• Contrary to Fast Track negotiating objectives, the TPP would grant foreign firms greater rights than domestic firms enjoy under U.S. law and in U.S. courts. One class of interests – foreign firms – could privately enforce this public treaty by skirting domestic laws and courts to challenge U.S. federal, state and local decisions and policies on grounds not available in U.S. law and do so before extrajudicial ISDS tribunals authorized to order payment of unlimited sums of taxpayer dollars.
  • There are no new safeguards that limit ISDS tribunals’ discretion to issue ever-expanding interpretations of governments’ obligations to investors and order compensation on that basis. The text reveals the same “safeguard” Annexes and terms that were included in U.S. pacts since the 2005 Central America Free Trade Agreement (CAFTA) that have failed to rein in ISDS tribunals. CAFTA tribunals have simply ignored the “safeguard” provisions that are replicated in the TPP, and as with past pacts, in the TPP such tribunal, conduct is not subject to appeal.
  • The TPP would ban the use of capital controls and other macroprudential financial regulations used to prevent speculative bubbles and financial crises.

Please see a bullet point analysis of key TPP investment, food safety, labor and environmental, market access, rules of origin, procurement and other provisions prepared by labor and public interest experts for more details. More detailed analyses of each chapter will be available next week.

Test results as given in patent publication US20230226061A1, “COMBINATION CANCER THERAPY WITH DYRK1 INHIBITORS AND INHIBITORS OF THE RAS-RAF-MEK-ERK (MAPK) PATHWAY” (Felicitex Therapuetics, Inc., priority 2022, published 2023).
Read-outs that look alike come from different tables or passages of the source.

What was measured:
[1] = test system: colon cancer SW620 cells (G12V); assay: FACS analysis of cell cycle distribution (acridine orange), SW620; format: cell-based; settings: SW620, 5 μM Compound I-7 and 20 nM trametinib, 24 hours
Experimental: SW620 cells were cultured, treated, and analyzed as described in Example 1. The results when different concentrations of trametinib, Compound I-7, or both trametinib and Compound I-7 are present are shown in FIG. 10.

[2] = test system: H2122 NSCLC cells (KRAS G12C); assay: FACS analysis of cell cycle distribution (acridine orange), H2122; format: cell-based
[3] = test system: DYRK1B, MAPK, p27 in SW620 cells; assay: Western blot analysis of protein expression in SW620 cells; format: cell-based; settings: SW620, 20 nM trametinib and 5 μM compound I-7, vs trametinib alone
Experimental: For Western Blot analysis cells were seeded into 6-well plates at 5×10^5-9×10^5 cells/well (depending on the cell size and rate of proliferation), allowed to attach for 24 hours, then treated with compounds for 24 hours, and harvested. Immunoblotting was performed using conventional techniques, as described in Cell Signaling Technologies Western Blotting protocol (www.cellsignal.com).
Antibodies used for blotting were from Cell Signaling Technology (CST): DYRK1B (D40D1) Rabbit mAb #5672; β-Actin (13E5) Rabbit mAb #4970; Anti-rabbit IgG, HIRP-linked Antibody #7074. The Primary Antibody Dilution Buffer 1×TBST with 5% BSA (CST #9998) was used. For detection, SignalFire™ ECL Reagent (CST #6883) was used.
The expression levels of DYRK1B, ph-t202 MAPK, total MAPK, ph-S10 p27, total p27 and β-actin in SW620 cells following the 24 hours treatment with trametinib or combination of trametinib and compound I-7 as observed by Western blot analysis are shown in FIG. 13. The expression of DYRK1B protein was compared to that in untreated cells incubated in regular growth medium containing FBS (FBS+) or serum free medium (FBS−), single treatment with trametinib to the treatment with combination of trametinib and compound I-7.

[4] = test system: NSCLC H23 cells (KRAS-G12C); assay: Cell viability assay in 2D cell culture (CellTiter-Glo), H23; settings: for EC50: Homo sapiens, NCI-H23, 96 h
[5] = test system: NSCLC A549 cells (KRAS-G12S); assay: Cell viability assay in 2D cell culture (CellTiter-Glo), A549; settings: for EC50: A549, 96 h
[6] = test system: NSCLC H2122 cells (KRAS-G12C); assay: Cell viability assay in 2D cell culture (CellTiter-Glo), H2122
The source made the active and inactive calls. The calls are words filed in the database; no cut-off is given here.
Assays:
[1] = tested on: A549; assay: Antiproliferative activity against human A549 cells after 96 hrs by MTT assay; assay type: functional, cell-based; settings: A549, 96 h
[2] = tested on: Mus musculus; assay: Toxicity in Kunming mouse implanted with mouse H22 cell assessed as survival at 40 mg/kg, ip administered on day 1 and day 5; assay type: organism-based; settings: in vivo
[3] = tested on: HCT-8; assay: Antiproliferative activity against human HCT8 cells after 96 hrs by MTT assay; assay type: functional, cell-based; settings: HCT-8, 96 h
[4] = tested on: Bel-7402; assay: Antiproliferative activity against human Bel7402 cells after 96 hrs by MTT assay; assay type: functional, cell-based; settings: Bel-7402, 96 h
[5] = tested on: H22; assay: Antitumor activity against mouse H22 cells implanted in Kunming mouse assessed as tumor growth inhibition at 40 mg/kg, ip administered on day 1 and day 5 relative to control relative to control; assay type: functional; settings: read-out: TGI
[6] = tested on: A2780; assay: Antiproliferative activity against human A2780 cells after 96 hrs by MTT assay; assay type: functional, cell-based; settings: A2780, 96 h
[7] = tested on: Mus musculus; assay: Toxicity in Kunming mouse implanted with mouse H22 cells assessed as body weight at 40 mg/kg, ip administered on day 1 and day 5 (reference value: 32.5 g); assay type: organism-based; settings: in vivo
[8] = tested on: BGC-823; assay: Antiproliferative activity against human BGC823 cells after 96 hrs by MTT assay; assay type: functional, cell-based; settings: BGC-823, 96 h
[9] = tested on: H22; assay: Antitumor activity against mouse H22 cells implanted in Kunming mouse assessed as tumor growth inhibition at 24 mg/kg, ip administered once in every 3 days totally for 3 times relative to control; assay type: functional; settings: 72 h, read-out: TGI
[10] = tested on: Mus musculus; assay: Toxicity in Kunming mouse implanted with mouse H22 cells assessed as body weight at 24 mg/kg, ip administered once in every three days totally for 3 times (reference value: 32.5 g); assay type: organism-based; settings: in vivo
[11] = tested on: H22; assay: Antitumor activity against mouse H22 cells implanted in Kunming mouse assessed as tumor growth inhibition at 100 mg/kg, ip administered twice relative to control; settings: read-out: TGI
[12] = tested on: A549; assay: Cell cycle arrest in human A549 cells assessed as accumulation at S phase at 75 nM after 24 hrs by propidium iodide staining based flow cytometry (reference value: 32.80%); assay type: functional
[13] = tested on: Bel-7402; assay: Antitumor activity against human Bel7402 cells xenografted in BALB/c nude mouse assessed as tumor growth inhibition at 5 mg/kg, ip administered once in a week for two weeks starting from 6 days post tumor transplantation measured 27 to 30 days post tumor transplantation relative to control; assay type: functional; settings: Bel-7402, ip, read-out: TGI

The TPP can take effect only if the U.S. Congress approves it, given the rules specifiying the conditions that must be met for the TPP to go into effect. The TPP’s fate in Congress is uncertain at best given that since the trade authority vote, the small bloc of members of the U.S. House of Representatives who made the narrow margin of passage possible have expressed concerns that the text release shows were not addressed.

Ten U.S. presidential candidates have pushed anti-TPP messages in their campaigning, stoking U.S. voters’ ire about the pact.

An unprecedented number and wide array of organizations oppose any attempt to railroad the TPP through Congress by using the Fast Track process. Groups united on this extend well beyond labor unions and include consumer, Internet freedom, senior, health, food safety, environmental, human rights, faith, LGBTQ, student and civil rights organizations.

“Now that Congress and the public can scrutinize the actual text, the reality that it fails to meet Congress’ demands and its terms would be harmful to most Americans will replace the administration’s myth-based sales job for the TPP, further dimming the TPP’s prospects in Congress,” Wallach said.